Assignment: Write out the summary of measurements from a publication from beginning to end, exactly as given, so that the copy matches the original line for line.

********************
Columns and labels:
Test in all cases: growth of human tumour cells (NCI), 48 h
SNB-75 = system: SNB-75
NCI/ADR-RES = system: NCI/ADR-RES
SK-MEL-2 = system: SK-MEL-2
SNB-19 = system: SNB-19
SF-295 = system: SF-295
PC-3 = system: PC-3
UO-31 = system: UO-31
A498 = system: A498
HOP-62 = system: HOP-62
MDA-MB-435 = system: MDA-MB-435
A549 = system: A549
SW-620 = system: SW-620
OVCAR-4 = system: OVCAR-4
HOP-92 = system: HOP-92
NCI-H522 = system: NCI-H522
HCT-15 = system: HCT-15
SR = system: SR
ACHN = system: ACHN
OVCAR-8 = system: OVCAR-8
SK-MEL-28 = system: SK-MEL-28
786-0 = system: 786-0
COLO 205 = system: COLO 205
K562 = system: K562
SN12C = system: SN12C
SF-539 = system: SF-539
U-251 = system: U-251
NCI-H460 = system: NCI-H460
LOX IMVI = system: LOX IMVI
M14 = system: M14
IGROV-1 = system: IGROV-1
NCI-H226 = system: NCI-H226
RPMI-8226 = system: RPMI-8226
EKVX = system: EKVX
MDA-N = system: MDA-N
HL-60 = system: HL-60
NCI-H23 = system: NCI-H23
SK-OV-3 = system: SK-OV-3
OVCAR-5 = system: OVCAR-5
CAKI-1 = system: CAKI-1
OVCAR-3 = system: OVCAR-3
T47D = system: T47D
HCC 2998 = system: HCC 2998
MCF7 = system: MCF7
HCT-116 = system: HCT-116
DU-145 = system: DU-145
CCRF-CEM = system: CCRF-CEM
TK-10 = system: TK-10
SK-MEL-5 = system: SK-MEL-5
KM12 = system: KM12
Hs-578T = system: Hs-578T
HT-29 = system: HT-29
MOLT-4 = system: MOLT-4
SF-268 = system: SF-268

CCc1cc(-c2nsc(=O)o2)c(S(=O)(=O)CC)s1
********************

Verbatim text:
Columns and labels:
Test in all cases: growth of human tumour cells (NCI), 48 h
SNB-75 = system: SNB-75
NCI/ADR-RES = system: NCI/ADR-RES
SK-MEL-2 = system: SK-MEL-2
SNB-19 = system: SNB-19
SF-295 = system: SF-295
PC-3 = system: PC-3
UO-31 = system: UO-31
A498 = system: A498
HOP-62 = system: HOP-62
MDA-MB-435 = system: MDA-MB-435
A549 = system: A549
SW-620 = system: SW-620
OVCAR-4 = system: OVCAR-4
HOP-92 = system: HOP-92
NCI-H522 = system: NCI-H522
HCT-15 = system: HCT-15
SR = system: SR
ACHN = system: ACHN
OVCAR-8 = system: OVCAR-8
SK-MEL-28 = system: SK-MEL-28
786-0 = system: 786-0
COLO 205 = system: COLO 205
K562 = system: K562
SN12C = system: SN12C
SF-539 = system: SF-539
U-251 = system: U-251
NCI-H460 = system: NCI-H460
LOX IMVI = system: LOX IMVI
M14 = system: M14
IGROV-1 = system: IGROV-1
NCI-H226 = system: NCI-H226
RPMI-8226 = system: RPMI-8226
EKVX = system: EKVX
MDA-N = system: MDA-N
HL-60 = system: HL-60
NCI-H23 = system: NCI-H23
SK-OV-3 = system: SK-OV-3
OVCAR-5 = system: OVCAR-5
CAKI-1 = system: CAKI-1
OVCAR-3 = system: OVCAR-3
T47D = system: T47D
HCC 2998 = system: HCC 2998
MCF7 = system: MCF7
HCT-116 = system: HCT-116
DU-145 = system: DU-145
CCRF-CEM = system: CCRF-CEM
TK-10 = system: TK-10
SK-MEL-5 = system: SK-MEL-5
KM12 = system: KM12
Hs-578T = system: Hs-578T
HT-29 = system: HT-29
MOLT-4 = system: MOLT-4
SF-268 = system: SF-268

CCc1cc(-c2nsc(=O)o2)c(S(=O)(=O)CC)s1